Peter G. Billings, assigned counsel, for the appellant (defendant). Linda F. Currie-Zeffiro, assistant state's attorney, with whom, on the brief, were Michael L. Regan, state's attorney, and Thomas DeLillo, senior assistant state's attorney, for the appellee (state).
Lavine, Devlin and Bear, Js.
Convicted of the crime of assault of public safety personnel arising out of an incident in which the defendant struck a correction officer, the defendant appealed to this court. During the trial, the defendant asserted an affirmative defense of mental disease or defect. Both the state and the defendant offered testimony from expert witnesses who conducted separate competency evaluations of the defendant. The defendant's expert witness presented testimony that the defendant lacked the capacity to control his behavior in accordance with the law, while the state's expert witness testified that the defendant was capable of controlling his behavior. On appeal, the defendant claimed that the jury's rejection of the affirmative defense of mental disease or defect was not reasonably supported by the evidence and that the jury improperly disregarded his expert witness' conclusion that he lacked the substantial capacity to conform his conduct within the law. Held that the defendant could not prevail on his claim that the jury's rejection of his affirmative defense of mental disease or defect was not reasonably supported by the evidence, as the jury was entitled to accept or reject the expert testimony presented at trial; the defendant's claim that the jury was obligated to accept his expert witness' testimony and that its failure to do so constituted reversible error was unavailing because the jury, as the finder of fact, was the sole arbiter of the credibility of the witnesses, and the defendant failed to demonstrate any basis on which to overturn the jury's determination of the credibility of the expert witnesses.
Substitute information charging the defendant with the crime of assault of public safety personnel, brought to the Superior Court in the judicial district of New London at Norwich, geographical area number twenty-one, and tried to the jury before the court, Jongbloed, J.; verdict and judgment of guilty, from which the defendant appealed to this court. Affirmed. Peter G. Billings, assigned counsel, for the appellant (defendant). Linda F. Currie-Zeffiro, assistant state's attorney, with whom, on the brief, were Michael L. Regan, state's attorney, and Thomas DeLillo, senior assistant state's attorney, for the appellee (state).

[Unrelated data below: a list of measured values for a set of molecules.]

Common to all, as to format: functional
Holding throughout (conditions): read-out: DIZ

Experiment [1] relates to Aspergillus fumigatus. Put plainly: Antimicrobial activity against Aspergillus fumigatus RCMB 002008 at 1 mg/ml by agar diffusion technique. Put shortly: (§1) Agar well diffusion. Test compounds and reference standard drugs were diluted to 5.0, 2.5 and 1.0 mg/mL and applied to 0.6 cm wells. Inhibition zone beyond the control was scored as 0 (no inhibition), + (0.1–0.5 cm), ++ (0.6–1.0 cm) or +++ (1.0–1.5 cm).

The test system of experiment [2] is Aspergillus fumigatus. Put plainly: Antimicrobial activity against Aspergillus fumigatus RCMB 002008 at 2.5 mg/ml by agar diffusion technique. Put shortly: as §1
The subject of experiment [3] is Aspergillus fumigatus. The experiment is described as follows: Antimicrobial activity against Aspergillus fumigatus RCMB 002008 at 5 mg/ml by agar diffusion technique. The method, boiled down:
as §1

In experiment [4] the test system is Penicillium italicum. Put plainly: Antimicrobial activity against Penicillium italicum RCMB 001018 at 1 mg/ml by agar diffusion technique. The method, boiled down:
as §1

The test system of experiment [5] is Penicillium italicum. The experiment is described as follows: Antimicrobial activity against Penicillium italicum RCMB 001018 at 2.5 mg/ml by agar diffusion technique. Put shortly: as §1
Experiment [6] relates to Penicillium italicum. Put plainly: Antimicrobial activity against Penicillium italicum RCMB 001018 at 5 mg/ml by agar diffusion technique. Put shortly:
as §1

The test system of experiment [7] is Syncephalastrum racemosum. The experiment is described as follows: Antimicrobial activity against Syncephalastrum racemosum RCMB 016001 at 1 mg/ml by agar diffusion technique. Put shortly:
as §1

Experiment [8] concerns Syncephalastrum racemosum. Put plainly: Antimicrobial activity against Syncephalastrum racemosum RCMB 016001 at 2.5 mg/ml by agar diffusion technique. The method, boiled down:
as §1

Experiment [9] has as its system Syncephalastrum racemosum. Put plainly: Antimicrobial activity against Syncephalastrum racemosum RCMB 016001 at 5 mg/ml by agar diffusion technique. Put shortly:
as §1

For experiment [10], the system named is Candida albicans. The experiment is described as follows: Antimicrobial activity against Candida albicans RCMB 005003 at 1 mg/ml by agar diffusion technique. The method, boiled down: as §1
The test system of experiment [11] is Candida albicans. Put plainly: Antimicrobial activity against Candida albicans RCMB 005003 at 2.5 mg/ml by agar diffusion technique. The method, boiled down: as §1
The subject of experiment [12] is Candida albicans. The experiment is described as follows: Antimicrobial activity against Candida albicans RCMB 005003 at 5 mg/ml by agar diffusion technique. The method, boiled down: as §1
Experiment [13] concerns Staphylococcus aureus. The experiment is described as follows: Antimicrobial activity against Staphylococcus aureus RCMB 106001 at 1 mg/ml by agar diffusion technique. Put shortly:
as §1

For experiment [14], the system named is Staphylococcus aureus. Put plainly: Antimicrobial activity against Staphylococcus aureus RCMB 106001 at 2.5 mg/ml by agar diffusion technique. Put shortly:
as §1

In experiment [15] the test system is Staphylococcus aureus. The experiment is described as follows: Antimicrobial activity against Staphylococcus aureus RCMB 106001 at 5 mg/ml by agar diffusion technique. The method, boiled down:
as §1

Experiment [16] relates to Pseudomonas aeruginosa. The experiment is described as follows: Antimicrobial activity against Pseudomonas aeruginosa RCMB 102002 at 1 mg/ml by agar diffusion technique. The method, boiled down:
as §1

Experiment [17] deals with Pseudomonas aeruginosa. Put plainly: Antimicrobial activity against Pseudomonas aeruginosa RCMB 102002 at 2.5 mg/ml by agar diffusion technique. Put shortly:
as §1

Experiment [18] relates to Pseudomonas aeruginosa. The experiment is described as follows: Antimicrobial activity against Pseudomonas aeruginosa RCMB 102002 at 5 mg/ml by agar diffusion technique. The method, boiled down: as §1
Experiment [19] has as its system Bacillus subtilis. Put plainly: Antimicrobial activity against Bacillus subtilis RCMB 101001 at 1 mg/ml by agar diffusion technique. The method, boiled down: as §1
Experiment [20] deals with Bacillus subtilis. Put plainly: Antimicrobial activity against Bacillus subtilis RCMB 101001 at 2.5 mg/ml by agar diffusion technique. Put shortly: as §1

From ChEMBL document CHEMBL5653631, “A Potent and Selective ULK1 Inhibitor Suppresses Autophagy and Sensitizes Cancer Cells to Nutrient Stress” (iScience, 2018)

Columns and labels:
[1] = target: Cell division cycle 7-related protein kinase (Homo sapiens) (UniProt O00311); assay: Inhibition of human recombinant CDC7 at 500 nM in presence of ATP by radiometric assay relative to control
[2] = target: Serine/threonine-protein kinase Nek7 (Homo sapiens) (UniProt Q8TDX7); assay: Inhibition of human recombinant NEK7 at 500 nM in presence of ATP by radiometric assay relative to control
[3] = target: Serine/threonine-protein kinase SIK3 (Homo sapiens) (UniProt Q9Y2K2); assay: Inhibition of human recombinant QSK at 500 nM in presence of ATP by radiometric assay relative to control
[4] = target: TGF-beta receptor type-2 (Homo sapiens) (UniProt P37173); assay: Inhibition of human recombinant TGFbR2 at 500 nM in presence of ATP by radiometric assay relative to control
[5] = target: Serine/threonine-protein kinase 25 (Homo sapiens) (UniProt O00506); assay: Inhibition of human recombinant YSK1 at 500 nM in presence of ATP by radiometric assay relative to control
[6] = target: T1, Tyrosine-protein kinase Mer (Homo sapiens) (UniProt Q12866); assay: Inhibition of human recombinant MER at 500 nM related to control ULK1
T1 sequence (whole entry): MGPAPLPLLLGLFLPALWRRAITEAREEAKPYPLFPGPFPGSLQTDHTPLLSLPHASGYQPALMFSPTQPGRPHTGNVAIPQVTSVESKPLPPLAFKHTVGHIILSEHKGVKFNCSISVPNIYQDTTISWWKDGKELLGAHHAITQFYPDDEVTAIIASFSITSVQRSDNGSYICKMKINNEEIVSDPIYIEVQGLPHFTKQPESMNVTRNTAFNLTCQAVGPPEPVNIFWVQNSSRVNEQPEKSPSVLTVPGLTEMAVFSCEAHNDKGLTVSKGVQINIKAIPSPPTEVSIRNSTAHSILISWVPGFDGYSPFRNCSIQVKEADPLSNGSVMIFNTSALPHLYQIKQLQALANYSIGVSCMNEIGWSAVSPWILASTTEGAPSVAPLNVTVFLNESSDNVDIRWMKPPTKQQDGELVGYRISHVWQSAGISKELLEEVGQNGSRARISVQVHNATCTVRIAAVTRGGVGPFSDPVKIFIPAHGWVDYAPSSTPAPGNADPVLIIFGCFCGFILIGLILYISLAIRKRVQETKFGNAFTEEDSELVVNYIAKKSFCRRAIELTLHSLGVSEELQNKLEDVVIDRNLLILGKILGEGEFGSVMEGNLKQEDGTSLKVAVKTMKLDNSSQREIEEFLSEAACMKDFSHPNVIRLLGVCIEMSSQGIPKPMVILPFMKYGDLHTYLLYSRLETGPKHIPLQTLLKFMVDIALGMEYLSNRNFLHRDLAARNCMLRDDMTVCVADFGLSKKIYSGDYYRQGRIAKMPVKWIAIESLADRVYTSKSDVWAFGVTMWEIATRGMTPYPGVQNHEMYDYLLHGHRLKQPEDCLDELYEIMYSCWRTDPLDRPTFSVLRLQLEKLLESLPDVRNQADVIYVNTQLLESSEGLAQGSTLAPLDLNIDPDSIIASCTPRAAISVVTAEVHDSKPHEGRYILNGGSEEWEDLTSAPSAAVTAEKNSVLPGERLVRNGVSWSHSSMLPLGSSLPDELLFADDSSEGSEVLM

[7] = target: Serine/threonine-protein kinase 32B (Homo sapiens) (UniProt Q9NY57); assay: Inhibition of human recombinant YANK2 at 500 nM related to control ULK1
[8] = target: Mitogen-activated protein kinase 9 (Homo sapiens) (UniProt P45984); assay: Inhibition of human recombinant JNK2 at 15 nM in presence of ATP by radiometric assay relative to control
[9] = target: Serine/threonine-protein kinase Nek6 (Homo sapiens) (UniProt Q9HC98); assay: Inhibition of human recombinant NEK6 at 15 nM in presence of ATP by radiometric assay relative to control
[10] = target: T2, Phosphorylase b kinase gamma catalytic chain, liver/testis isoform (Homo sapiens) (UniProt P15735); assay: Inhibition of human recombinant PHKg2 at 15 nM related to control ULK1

DEVLIN, J. The defendant, Kenyon Joseph, appeals from the judgment of conviction, rendered after a jury trial, of assault of a correction officer in violation of General Statutes § 53a-167c (a). On appeal, the defendant asserts that the jury's rejection of his affirmative defense of mental disease or defect was not reasonably supported by the evidence. We disagree and, accordingly, affirm the judgment of the trial court.
General Statutes § 53a-167c (a) provides in relevant part: "A person is guilty of assault of public safety . . . personnel when, with intent to prevent a reasonably identifiable . . . employee of the Department of Correction . . . from performing his or her duties, and while such . . . employee . . . is acting in the performance of his or her duties . . . (1) such person causes physical injury to such . . . employee . . . ."
The affirmative defense of mental disease or defect is codified under General Statutes § 53a-13 (a), which provides: "In any prosecution for an offense, it shall be an affirmative defense that the defendant, at the time he committed the proscribed act or acts, lacked substantial capacity, as a result of mental disease or defect, either to appreciate the wrongfulness of his conduct or to control his conduct within the requirements of the law." --------
The jury reasonably could have found the following facts. The defendant was serving a fifty-five year sentence after a 2008 conviction of felony murder, murder as an accessory, conspiracy to commit robbery in the first degree, and two counts of assault in the first degree as an accessory. Joseph v. Commissioner of Correction, 153 Conn. App. 570, 574, 102 A.3d 714 (2014), cert. denied, 315 Conn. 911, 106 A.3d 304 (2015). Following a 2010 incident in which the defendant was beaten by two fellow inmates at Corrigan-Radgowski Correctional Center (Corrigan), he was transferred to MacDougall-Walker Correctional Institution (MacDougall). Two years later, on July 3, 2012, the defendant was scheduled to be transferred back to Corrigan. On that day, the defendant told a correction officer at MacDougall that he did not want to return to Corrigan and, if he were returned, "he was going to assault the officers when he got there." Initially, in response to this statement, the defendant remained at MacDougall; later that month, however, he was transferred to Corrigan.
Upon his return to Corrigan, the defendant was placed on high security status, which entailed greater restrictions on his activity and more frequent searches of his cell. The defendant informed the unit manager of his cell pod that he did not want to be at Corrigan and was displeased about his high security status. The defendant requested a transfer from Corrigan on August 25, 2012, but that request was denied.